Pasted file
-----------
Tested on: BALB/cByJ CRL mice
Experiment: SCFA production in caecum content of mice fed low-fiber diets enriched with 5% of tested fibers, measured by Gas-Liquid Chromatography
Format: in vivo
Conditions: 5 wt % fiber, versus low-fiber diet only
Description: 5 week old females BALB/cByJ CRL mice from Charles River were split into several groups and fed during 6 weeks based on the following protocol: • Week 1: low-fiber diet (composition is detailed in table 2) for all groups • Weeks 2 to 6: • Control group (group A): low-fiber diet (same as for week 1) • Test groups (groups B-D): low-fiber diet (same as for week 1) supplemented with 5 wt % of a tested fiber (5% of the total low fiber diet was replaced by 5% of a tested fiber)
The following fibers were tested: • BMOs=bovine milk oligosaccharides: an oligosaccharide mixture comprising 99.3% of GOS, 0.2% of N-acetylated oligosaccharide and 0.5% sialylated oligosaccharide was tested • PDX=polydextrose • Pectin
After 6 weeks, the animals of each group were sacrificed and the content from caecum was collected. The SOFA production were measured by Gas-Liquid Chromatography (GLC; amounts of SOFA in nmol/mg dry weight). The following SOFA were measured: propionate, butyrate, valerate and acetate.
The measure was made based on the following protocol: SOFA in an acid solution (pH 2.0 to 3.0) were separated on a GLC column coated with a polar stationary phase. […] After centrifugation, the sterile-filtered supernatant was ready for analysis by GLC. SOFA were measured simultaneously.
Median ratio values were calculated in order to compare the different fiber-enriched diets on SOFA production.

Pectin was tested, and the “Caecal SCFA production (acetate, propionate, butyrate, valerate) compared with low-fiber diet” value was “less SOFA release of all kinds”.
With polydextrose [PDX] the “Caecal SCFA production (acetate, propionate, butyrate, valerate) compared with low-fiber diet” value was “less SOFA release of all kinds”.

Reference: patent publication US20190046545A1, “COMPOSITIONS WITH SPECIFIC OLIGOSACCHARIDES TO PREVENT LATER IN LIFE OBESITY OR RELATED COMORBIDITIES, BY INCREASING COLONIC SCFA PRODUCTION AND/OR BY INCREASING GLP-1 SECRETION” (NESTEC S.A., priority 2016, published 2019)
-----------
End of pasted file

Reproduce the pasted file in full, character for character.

Tested on: BALB/cByJ CRL mice
Experiment: SCFA production in caecum content of mice fed low-fiber diets enriched with 5% of tested fibers, measured by Gas-Liquid Chromatography
Format: in vivo
Conditions: 5 wt % fiber, versus low-fiber diet only
Description: 5 week old females BALB/cByJ CRL mice from Charles River were split into several groups and fed during 6 weeks based on the following protocol: • Week 1: low-fiber diet (composition is detailed in table 2) for all groups • Weeks 2 to 6: • Control group (group A): low-fiber diet (same as for week 1) • Test groups (groups B-D): low-fiber diet (same as for week 1) supplemented with 5 wt % of a tested fiber (5% of the total low fiber diet was replaced by 5% of a tested fiber)
The following fibers were tested: • BMOs=bovine milk oligosaccharides: an oligosaccharide mixture comprising 99.3% of GOS, 0.2% of N-acetylated oligosaccharide and 0.5% sialylated oligosaccharide was tested • PDX=polydextrose • Pectin
After 6 weeks, the animals of each group were sacrificed and the content from caecum was collected. The SOFA production were measured by Gas-Liquid Chromatography (GLC; amounts of SOFA in nmol/mg dry weight). The following SOFA were measured: propionate, butyrate, valerate and acetate.
The measure was made based on the following protocol: SOFA in an acid solution (pH 2.0 to 3.0) were separated on a GLC column coated with a polar stationary phase. […] After centrifugation, the sterile-filtered supernatant was ready for analysis by GLC. SOFA were measured simultaneously.
Median ratio values were calculated in order to compare the different fiber-enriched diets on SOFA production.

Pectin was tested, and the “Caecal SCFA production (acetate, propionate, butyrate, valerate) compared with low-fiber diet” value was “less SOFA release of all kinds”.
With polydextrose [PDX] the “Caecal SCFA production (acetate, propionate, butyrate, valerate) compared with low-fiber diet” value was “less SOFA release of all kinds”.

Reference: patent publication US20190046545A1, “COMPOSITIONS WITH SPECIFIC OLIGOSACCHARIDES TO PREVENT LATER IN LIFE OBESITY OR RELATED COMORBIDITIES, BY INCREASING COLONIC SCFA PRODUCTION AND/OR BY INCREASING GLP-1 SECRETION” (NESTEC S.A., priority 2016, published 2019)